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- An ion is formed when an atom looses electron from its outer shell or gains electrons in its outer shell.
- Ions are not electrically neutral because the number of electrons and number of protons are not same.
- An ion of an element can be either positive or negative. Positive Ions are called cations and negative Ions are called anions. For example ion of Oxygen is O-2 and ion of Sodium is Na+.
- The ionic radius of a cation is always less than the atomic radius of that parent atom. For example ionic radius of Na+ is 1.02 Angstrom and atomic radius of Na is 1.57 Angstrom.
- The ionic radius of an anion is always greater than the atomic radius of the parent atom. For example ionic radius of O-2 is 1.40 Angstrom and atomic radius of O is 0.73 Angstrom.
- Compounds are pure substances and always homogeneous by nature.
- A compound is formed when two or more elements reacts chemically in a fixed proportion by mass. For example NaOH, NaCl and HCl are compounds.
- Every particles of a compound are alike and show same characteristics.
- Constituent elements of a compound can be separated only by chemical means.
- A compound has a definite set of physical and chemical properties which are different from its constituent elements.
- When two or more elements join chemically a compound is formed which is a whole new substance.
- Every solid matter has definite volume and shape. Because inter particle attractions between particles is maximum.
- Solids are highly rigid. Because the space between the particles of a solid are negligible.
- A solid matter cannot flow. Because the particles of solids have least kinetic energy.
- Solids have highest density because of negligible gap between particles.
- Solids are almost incompressible. Due to negligible gap between particles.
- A solid can have any number of surfaces.
- Solids don’t apply any pressure.
- An element is pure substance formed by same kind of atoms (Having same atomic numbers). Examples of elements are Hydrogen, Oxygen, Carbon, Iron, Sodium etc.
- There are only 118 elements in the world. Thus number of elements in the world is limited.
- An element can’t be broken down into two or more simpler substances by any method.
- Every element has a unique atomic number. Thus different elements can’t have same atomic number. For example of atomic number of hydrogen is 1.
- Every element possess some physical and chemical properties.
- A physical change is a kind of change in which no new substance is formed. This is the main property of a physical change. For example melting of ice is a physical change because here water changes its state from solid to liquid.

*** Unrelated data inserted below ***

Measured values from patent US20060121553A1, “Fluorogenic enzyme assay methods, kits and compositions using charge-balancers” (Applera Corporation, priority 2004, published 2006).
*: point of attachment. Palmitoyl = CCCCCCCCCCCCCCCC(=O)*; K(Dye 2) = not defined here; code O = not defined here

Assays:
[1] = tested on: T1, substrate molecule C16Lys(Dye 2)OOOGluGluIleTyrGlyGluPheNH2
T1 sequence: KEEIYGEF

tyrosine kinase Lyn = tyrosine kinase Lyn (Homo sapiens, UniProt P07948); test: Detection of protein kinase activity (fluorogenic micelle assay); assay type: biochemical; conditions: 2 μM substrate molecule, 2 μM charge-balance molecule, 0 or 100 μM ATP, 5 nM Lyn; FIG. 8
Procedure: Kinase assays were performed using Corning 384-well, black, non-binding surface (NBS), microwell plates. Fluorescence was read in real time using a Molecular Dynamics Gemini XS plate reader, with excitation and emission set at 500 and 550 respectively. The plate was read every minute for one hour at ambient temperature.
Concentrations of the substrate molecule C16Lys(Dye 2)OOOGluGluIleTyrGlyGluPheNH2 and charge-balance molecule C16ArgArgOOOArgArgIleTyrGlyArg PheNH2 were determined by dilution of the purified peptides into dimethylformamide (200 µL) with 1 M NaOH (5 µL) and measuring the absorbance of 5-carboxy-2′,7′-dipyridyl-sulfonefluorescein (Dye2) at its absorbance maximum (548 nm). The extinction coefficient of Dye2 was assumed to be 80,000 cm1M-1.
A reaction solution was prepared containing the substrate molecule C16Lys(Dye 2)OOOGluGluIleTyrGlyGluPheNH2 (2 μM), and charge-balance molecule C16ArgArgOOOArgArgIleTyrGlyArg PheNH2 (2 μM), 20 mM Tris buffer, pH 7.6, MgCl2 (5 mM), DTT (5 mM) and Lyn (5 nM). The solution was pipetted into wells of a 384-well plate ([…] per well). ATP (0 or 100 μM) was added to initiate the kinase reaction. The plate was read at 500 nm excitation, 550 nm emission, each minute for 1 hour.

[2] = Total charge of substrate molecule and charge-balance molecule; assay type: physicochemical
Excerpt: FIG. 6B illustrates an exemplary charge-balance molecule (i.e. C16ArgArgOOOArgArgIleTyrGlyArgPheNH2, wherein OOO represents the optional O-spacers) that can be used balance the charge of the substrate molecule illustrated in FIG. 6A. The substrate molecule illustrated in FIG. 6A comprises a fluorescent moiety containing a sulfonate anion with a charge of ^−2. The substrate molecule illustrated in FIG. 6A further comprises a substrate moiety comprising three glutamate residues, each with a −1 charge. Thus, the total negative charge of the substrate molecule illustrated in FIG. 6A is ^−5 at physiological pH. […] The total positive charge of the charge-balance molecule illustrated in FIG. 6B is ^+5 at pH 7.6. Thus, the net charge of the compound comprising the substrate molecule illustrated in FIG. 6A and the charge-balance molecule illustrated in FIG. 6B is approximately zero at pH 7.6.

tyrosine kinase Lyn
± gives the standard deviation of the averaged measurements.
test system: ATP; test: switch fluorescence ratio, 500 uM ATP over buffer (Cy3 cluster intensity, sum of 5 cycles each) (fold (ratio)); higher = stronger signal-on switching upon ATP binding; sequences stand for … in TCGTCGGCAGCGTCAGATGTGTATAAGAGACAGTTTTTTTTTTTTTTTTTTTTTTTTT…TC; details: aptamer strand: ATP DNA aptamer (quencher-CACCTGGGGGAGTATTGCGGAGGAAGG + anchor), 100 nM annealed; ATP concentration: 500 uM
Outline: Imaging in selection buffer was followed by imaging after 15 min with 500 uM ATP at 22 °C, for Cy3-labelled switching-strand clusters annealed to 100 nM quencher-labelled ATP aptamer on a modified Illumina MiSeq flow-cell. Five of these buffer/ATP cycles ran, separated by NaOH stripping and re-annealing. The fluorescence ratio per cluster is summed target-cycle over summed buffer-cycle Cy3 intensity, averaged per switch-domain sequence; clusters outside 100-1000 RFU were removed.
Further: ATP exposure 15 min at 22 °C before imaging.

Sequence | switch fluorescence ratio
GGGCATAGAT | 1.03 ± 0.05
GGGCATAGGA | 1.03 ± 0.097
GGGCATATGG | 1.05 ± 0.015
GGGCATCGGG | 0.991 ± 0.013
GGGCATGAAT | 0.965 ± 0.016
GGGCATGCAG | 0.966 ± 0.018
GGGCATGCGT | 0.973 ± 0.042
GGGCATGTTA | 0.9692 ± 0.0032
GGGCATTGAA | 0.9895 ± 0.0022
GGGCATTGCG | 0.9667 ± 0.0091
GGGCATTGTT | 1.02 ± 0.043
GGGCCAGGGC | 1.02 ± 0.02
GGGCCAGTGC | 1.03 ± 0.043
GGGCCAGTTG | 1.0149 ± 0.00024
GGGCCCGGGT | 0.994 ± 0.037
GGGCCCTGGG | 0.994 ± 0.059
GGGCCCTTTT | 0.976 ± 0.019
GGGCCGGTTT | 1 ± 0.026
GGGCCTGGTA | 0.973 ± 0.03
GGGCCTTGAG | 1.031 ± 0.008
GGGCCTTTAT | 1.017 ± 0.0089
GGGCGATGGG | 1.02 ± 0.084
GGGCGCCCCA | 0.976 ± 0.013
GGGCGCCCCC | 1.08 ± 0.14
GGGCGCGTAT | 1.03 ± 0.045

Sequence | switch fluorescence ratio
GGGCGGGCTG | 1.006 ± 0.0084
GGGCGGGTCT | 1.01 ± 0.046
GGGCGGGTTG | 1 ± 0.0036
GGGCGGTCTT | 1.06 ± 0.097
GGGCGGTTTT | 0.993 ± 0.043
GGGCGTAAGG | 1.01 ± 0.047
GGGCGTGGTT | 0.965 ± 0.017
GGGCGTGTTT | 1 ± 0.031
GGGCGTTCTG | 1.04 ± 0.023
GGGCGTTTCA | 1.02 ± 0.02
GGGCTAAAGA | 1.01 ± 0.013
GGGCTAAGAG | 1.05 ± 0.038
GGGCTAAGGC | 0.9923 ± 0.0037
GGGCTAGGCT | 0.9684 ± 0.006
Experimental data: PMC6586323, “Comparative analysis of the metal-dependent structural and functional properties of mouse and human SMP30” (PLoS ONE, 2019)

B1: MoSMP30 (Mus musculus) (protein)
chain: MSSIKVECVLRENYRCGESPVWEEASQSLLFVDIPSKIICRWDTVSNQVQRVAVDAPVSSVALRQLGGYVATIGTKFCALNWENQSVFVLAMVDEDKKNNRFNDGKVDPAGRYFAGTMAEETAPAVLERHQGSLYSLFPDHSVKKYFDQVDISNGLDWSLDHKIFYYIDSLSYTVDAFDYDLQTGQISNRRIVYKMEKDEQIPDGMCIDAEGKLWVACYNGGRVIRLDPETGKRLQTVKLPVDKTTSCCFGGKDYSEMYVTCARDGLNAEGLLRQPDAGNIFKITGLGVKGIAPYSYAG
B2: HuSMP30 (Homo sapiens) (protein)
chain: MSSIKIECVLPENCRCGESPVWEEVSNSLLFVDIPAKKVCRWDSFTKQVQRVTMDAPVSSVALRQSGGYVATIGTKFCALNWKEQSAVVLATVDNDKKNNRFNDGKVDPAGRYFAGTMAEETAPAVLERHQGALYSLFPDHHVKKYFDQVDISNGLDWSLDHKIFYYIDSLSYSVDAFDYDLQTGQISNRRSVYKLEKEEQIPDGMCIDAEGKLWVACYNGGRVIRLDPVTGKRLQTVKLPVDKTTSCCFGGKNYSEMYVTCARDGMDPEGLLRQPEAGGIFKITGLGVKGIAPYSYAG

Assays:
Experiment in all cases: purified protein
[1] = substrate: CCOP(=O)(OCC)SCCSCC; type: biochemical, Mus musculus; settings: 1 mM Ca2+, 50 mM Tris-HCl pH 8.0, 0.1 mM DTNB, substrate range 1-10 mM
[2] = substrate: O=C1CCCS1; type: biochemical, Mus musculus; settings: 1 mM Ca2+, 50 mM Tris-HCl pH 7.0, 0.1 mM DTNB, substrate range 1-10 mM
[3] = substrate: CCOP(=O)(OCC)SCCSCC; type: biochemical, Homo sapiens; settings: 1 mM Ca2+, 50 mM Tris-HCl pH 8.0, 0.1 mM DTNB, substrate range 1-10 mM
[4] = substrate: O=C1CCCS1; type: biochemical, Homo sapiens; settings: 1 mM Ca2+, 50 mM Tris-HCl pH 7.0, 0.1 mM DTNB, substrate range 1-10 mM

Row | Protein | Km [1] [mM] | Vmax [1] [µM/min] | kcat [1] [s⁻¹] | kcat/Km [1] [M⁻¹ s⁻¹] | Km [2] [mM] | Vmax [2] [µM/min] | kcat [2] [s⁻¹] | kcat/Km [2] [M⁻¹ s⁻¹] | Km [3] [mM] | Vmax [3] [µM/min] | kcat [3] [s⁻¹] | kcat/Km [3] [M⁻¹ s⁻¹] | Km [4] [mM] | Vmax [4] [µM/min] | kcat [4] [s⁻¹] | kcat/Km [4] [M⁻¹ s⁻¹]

- It is a temporary change. If we remove the cause of change then the substance will regain its original state. For example when some sugar is dissolved in water, the state of sugar is changed. But if we heat the sugar solution until the whole water is evaporated then we get the sugar back in crystalline form.
- In a physical change, neither energy is evolved nor energy is absorbed.
- The total weight of a substances is same before and after the physical change.
- The chemical properties and composition of the substance do not alter during physical change.
- Alterations in shape, size, volume, physical state, colour and processes like melting, evaporation, condensation, freezing, distillation expansion, contraction, cooling, heating, rain cycle, drying of fruits, magnetization, ringing of electeical bell, sublimation all are physical change.
- An atom is the smallest particle of an element that can be further decomposed into subatomic particles. These subatomic particles are electron, proton and neutron. Example of atoms are Hydrogen (H), Carbon (C), Sulphur (S) and Iron (Fe).
- Atoms of an element take part into chemical reactions without further decomposition into subatomic particles.
- An Atom of an element can not be free state.
- Atoms can loose and gain electrons to form ions. If an atom Looses electronic then it becomes positive ion. And if it gains electron then it becomes negative ion.
- Mass of an atom cannot be determined practically.
- Cations are positively charged ions. Examples of Cations are Na+, Mg+2 and Al+3.
- Cations are formed by the loss of one or more electrons from the outer shell or orbit of atoms to achieve their octet or duplet.
- Number of electron in a cation is less than the number of proton in that cation. For example Na+ has 10 elections and 11 protons.
- Ionic radii of cations decrease with increase in positive charges. For example Ionic radius of Na+ is more than that of Mg+2.
- Ionic size of a cation is always smaller than its parent atom. Because effective nuclear charge increases. For example Ionic size K+ is less than atomic size of K.
- Cations are ions of metals.
- Anions are negatively charged ions. Examples of Anions are F–, O-2 and N-3.
- An anion is formed by gaining one or more electrons in their valence shell to complete their octet or duplet.
- Number of electrons in an anion is more than the number of protons in it. For example Cl has 17 electrons as well as 17 proton but Cl– has 18 electrons and 17 protons.
- Ionic radii of anion increase with decrease in negative charges. Thus Cl– will have higher Ionic radius than that of S-2.
- Ionic size of anions are larger than their parent atoms. Because effective nuclear charge decreases. Ionic size of Cl– is larger than atomic size of Cl.
- Anions are ions of non-metals.